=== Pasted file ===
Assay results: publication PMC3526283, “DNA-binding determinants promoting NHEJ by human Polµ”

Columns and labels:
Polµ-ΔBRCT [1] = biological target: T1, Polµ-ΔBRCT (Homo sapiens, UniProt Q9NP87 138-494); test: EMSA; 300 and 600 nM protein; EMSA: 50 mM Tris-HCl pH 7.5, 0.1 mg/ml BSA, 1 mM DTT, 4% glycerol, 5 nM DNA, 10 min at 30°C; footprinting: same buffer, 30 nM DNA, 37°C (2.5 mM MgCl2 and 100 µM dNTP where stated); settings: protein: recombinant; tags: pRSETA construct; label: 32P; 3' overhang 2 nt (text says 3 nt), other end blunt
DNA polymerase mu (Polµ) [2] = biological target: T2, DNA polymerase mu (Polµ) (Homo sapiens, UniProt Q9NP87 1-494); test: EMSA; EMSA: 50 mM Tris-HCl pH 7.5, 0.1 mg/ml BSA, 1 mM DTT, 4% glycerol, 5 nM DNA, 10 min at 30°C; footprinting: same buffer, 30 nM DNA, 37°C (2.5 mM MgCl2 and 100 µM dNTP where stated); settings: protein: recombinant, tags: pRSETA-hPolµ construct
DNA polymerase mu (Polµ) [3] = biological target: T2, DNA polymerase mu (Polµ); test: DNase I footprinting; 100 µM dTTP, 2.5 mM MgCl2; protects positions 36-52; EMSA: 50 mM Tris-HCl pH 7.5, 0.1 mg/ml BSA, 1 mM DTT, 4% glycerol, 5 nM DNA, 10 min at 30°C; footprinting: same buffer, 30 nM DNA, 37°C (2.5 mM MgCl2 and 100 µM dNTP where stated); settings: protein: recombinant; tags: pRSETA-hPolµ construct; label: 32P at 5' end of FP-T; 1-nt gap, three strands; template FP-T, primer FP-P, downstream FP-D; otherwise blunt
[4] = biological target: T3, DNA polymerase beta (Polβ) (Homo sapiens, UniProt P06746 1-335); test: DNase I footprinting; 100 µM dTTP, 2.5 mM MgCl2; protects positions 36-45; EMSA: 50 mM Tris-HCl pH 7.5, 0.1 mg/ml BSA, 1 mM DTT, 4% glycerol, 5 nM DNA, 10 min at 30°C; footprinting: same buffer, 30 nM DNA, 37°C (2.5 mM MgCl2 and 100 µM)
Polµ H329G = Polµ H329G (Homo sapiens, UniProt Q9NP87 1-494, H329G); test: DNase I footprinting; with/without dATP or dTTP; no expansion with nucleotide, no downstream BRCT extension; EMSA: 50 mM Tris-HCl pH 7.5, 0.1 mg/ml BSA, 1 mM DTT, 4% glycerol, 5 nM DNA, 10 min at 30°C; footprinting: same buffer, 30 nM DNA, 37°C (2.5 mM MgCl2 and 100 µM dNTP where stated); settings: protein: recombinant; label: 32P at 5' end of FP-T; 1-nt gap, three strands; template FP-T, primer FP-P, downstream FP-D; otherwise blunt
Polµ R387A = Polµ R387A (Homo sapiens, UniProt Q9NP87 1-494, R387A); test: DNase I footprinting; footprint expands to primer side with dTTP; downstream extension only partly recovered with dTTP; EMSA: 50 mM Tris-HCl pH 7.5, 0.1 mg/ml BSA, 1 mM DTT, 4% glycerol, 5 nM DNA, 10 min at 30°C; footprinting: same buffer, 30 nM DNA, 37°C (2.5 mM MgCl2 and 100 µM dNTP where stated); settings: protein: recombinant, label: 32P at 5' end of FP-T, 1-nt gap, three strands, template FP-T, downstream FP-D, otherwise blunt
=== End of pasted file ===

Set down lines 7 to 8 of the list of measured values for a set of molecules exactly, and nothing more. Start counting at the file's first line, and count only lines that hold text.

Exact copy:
Polµ H329G = Polµ H329G (Homo sapiens, UniProt Q9NP87 1-494, H329G); test: DNase I footprinting; with/without dATP or dTTP; no expansion with nucleotide, no downstream BRCT extension; EMSA: 50 mM Tris-HCl pH 7.5, 0.1 mg/ml BSA, 1 mM DTT, 4% glycerol, 5 nM DNA, 10 min at 30°C; footprinting: same buffer, 30 nM DNA, 37°C (2.5 mM MgCl2 and 100 µM dNTP where stated); settings: protein: recombinant; label: 32P at 5' end of FP-T; 1-nt gap, three strands; template FP-T, primer FP-P, downstream FP-D; otherwise blunt
Polµ R387A = Polµ R387A (Homo sapiens, UniProt Q9NP87 1-494, R387A); test: DNase I footprinting; footprint expands to primer side with dTTP; downstream extension only partly recovered with dTTP; EMSA: 50 mM Tris-HCl pH 7.5, 0.1 mg/ml BSA, 1 mM DTT, 4% glycerol, 5 nM DNA, 10 min at 30°C; footprinting: same buffer, 30 nM DNA, 37°C (2.5 mM MgCl2 and 100 µM dNTP where stated); settings: protein: recombinant, label: 32P at 5' end of FP-T, 1-nt gap, three strands, template FP-T, downstream FP-D, otherwise blunt